Another critical point is that elephant trophy hunters pay thousands of dollars to shoot, hunt and kill elephants and other wildlife. Animals have no chance to escape these brutal people. Furthermore, the hunters gain immense pleasure in watching innocent animals die with their bullets and crossbows. In effect, the slower and more painful death gives these hunters more pleasure. Finally, hunters will chop off the dead animals’ heads, taking them home as atrophy. Ultimately, trophy hunting must be banned forever.
Sadly, African elephants have lost more than 50% of their habitat over the past thirty years. For, Asian elephants their habitat has been reduced to only 15% of their original range.
Expanding human populations encroaching on elephants habitats with more land reclaimed for new homes, roads, and agriculture has significantly increased human-elephant conflict. With the elephant habitats declining, there is less food available for them to eat. As a result, hungry elephants raid farmers crops and wander into villages to eat from community gardens. In turn, farmers shoot the elephant to prevent them from crop-raiding. In addition, roads, railways, and pipelines for human settlements have caused many elephant habitats to become fragmented and much smaller. Therefore separating herds from one another and no corridors for elephants to mix with other elephants or gain access to food and water. It also affects elephant breeding opportunities with restricted access to maintain genetic diversity.
Human Elephant Conflict
There were 2361 human lives lost and 510 elephant lives lost between 2014 – 2019 in India. These were due to vehicle accidents, electrocution, poaching, shooting, and poisoning. For example, some farmers fill their fruit with poison and firecrackers and erect high voltage electric fencing to kill elephants.
The human presence is a deterrent for elephants as they prefer to raid farms when there are no people around. However, it requires people to remain in the field for 24 hours/day to guard their farms. Trip alarms do work to alert farmers to chase elephants away. However, the best invention so far is beehive fences. These fences were first trialled in Kenya and were very successful as elephants don’t like bees. Beehive fences are low cost, affordable, and easily managed and adapted to local conditions. Coupled with farmers producing their honey, wax and pollen, which supplements their incomes. Bees also serve as pollinators for crops and contribute to a healthy ecosystem. Educating locals to protect, respect and care for the elephants and find ways to cohabit with elephants in their villages is also working.
What can we do to prevent extinction and cruelty of elephants?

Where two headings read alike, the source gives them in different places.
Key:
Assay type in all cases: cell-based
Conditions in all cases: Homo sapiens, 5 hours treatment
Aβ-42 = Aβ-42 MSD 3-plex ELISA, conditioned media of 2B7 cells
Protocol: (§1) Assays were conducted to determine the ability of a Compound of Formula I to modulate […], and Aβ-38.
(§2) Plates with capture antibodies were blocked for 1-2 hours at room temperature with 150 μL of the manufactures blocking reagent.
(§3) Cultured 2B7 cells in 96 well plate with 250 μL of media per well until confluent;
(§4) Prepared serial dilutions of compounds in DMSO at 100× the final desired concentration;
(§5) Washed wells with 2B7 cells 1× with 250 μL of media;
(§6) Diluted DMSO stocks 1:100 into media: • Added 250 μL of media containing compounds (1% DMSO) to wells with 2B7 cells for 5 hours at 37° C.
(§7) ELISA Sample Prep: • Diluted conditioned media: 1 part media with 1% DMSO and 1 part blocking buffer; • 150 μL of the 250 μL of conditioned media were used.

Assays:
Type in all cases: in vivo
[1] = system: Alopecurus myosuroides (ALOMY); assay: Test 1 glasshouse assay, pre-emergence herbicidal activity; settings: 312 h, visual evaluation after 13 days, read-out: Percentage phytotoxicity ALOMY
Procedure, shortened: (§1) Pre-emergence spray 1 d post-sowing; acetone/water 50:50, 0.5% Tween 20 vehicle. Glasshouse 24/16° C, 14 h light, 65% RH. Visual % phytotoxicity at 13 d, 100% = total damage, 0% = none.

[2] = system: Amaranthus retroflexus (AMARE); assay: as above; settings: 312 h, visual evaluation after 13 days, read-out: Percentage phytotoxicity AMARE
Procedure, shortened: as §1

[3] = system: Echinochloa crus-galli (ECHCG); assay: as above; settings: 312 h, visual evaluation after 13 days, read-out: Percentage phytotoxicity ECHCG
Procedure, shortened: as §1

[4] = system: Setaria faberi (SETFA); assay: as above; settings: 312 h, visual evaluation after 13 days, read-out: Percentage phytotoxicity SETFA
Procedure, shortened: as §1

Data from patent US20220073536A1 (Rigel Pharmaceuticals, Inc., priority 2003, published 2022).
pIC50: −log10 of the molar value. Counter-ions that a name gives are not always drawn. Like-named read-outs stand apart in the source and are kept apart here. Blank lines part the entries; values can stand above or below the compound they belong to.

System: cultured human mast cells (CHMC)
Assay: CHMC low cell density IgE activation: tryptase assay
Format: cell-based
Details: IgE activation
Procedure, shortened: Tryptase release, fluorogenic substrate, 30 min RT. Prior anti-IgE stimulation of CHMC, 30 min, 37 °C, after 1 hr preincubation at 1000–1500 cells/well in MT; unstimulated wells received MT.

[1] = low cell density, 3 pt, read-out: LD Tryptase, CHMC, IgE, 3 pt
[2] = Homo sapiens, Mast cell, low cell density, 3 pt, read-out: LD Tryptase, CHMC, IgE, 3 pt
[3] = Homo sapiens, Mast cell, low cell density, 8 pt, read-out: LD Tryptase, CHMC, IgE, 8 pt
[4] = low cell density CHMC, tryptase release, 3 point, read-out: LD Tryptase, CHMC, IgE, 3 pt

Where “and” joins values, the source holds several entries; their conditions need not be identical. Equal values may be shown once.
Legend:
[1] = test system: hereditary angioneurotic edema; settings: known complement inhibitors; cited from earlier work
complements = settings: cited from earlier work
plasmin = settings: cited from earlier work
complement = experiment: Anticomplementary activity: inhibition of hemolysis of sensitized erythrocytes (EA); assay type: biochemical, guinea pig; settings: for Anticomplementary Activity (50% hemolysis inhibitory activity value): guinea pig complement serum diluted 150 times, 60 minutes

Say NO to elephant rides and attending circuses.
For one thing, observe elephants in a reputable eco-friendly zoo or their natural habitat on a safari. Enjoy watching elephants interacting with their herd, having dust or water bath. Only support ethical ecotourism travel companies who now remove elephant rides and circuses from their tours.
Elephant cruelty is synonymous with Thailand. Although there has been a 70% increase in the number of captive elephants in the past ten years, other countries (India, Laos, Nepal, Cambodia, Malaysia and Sri Lanka) and are not far behind.
Tourism and the elephant
Studies have shown that 63% of these elephants suffer severely cruel conditions. Africa also offers commercial elephant rides and experiences, and their elephants also undergo the same brutal breaking in the process as used in Asia. Africa also has captive breeding centres that breed elephants for sale to Asian elephant parks for tourism. It is a very lucrative business, and young elephants generate U$60,000 per individual.
For many tourists, the highlight of their trip is to have an elephant ride, swim or have a selfie with an elephant. All the while, unaware of the cruelty inflicted on these animals for a few minutes of pleasure.
Tourism holds power to make necessary changes for elephants by not supporting any captive elephant entertainment hoping that they will remain in their natural habitats.
Releasing elephants back into the wild following the captive entertainment industry is not always possible. Elephant-friendly camps or refuges will be the only option for some. These safe refuges care for the released elephants. It provides a natural habitat, allowing observation-only experiences for visitors. Funds raised support the upkeep of these rescued elephants. It also provides jobs for local conservationists willing to care for these traumatised elephants. Finally, elephants can live out their lives in peace and safety.
Do not buy anything made from ivory and report any stores that sell ivory products.
Conservation programs are operational in the wild, such as tracking device collars. More conservation rangers, sniffer dogs are being trained to keep watch over elephants and wildlife parks. Allocation of more protected areas for elephants with access to ample food and water. Establishment of safe elephant sanctuaries to live freely and safely.
Volunteer programs are available for people to travel and rehabilitate captive elephants at sanctuaries. As a result, close monitoring of the elephant population reduce ivory trafficking, reduce the demand for ivory.
Ultimately, it is everyones responsibility to save our elephants from harsh and cruel lives.
Warning: video contains distressing content.